Yes, this is a thing. When I posed the question to a few close gardening friends, I got either or both of these responses: “Huh?” and “NO WAY!” However, I know someone who does this and says it works.
While chatting with a houseplant hoarding collecting friend of mine, Johanna, about how people will do anything to get rid of houseplant pests, she mentioned she had ladybugs indoors for pest control and had just found a nymph, which showed they were breeding. Naturally, I was intrigued. “Tell me more!” I urged.
It turns out Johanna initially brought some jumping spider indoors from her garden; they don’t build webs and, she says, “keep to themselves.” After that, she ordered green lacewings—notorious aphid eaters—but was disappointed when these simply vanished. Finally, she ordered 1500 ladybugs (the minimum order from Arbico Organics), and after distributing some to friends, released them in her closed off plant room/study (shown above). At first, it was a bit disconcerting. “That’s a metric fuckton of ladybugs in a confined indoor space,” she notes.
But after a day or two, she reports they settled down and got to work. She’s also introduced a few predatory mites to control spider mites on her alocasia collection. All of these insects were ordered online (the primary plant/plant supplies shopping method of choice for the new houseplant devotees).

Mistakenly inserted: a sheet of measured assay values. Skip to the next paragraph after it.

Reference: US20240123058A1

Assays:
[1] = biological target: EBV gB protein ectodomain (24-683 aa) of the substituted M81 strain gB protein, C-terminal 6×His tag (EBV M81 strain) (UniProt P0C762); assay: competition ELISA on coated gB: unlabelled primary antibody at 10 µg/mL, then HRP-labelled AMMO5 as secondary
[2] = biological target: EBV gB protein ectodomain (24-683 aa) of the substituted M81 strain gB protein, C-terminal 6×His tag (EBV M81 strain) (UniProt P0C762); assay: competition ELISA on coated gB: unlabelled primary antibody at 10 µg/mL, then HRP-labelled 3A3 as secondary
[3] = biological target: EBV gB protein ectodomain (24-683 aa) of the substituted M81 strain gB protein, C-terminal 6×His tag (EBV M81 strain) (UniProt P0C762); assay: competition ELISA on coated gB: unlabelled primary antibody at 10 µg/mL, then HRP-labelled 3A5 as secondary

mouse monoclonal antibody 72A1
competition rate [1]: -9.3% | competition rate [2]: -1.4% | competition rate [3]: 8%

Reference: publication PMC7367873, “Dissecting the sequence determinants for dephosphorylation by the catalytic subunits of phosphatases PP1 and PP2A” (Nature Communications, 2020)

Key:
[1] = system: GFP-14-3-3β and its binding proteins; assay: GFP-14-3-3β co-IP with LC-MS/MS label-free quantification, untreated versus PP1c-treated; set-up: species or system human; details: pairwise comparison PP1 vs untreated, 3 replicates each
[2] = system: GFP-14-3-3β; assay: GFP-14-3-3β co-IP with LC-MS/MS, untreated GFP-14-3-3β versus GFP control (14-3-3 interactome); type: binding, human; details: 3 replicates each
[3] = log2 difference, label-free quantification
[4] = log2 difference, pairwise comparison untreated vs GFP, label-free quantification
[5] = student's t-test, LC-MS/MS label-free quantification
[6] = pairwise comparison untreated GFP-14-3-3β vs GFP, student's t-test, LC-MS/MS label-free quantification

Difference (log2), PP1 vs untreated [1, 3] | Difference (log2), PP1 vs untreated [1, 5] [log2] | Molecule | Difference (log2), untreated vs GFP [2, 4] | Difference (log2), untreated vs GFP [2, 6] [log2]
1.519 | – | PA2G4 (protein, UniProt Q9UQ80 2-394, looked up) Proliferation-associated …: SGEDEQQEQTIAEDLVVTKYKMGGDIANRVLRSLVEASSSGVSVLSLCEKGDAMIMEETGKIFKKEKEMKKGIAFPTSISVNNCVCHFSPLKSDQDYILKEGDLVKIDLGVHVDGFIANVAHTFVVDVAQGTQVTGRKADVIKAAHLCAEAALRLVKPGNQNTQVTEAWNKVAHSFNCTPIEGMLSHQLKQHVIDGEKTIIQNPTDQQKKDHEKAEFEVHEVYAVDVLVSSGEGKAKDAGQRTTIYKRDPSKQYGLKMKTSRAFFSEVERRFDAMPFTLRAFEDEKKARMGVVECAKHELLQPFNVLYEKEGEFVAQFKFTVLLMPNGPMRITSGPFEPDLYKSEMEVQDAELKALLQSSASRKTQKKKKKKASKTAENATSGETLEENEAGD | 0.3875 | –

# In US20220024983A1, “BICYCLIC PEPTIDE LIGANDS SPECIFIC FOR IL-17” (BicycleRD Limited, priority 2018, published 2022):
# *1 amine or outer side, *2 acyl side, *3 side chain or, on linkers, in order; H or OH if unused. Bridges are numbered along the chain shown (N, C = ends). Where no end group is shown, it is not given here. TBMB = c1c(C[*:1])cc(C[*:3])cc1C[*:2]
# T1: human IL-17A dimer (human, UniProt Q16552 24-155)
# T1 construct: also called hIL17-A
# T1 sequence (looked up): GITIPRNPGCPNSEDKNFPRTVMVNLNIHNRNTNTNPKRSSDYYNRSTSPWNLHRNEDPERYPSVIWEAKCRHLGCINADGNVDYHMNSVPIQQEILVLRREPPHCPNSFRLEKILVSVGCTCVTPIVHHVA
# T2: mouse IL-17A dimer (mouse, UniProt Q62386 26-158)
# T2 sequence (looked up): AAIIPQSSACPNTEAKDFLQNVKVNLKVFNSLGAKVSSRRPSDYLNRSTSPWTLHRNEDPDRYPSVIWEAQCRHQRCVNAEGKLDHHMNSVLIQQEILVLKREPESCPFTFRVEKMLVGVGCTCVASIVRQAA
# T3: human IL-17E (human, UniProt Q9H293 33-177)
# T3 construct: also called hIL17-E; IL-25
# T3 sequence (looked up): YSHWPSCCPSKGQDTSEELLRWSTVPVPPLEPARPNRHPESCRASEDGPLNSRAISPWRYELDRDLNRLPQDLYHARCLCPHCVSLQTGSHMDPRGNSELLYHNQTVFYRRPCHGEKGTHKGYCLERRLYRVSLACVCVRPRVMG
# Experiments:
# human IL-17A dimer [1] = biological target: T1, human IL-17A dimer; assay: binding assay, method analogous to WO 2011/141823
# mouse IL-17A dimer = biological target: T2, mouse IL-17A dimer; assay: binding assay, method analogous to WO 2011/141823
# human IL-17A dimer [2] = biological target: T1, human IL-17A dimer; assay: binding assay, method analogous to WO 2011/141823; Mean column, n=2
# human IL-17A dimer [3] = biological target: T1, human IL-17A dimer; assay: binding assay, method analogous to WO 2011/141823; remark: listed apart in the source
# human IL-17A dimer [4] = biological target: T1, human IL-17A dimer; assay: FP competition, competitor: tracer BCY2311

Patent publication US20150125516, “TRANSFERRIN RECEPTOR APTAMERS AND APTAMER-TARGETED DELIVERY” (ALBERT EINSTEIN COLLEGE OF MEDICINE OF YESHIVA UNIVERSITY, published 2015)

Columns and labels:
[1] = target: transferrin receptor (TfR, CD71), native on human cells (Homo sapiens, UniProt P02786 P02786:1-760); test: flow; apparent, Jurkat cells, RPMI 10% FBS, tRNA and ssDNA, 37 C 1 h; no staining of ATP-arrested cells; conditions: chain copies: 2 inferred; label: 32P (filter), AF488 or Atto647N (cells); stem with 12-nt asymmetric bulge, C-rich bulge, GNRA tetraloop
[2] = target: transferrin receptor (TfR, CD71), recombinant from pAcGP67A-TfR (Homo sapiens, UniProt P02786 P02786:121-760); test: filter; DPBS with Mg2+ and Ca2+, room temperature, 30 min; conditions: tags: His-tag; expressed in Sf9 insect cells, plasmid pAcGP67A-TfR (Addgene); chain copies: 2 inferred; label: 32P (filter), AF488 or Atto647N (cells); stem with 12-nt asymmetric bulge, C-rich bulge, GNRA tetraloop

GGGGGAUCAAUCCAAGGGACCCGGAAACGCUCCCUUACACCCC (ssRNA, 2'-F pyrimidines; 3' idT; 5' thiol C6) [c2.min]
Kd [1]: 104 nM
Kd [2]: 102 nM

Johanna is the first to admit that hers is not a scientific trial, but she’s made some observations that lead her to think at least the ladybugs are working. She saw a mealybug on her calathea lancifolia only because a group of ladybugs had congregated near it. She’s also noticed that ladybugs seems especially drawn to her hoya compacta, which is known to hide pests in its curly foliage. Finally, she says that the few fungus gnats she had disappeared.
Follow Johanna and her houseplant adventures @lakeeffectplantlover (Instagram).
This is all academic as far as I am concerned. My husband would look upon a household insect release in the same way he would look upon welcoming the ten plagues of Egypt.
What about it though? I did search the Garden Professors Facebook group, and could find no discussion of this. It will not surprise many that eco-model Summer Rayne Oaks has talked about this in her blog, Homestead Brooklyn. (Oakes has 670 indoor plants.) And, as many have pointed out, we’re already sharing our homes with more insects than we want to acknowledge.
Photos by Johanna Dominguez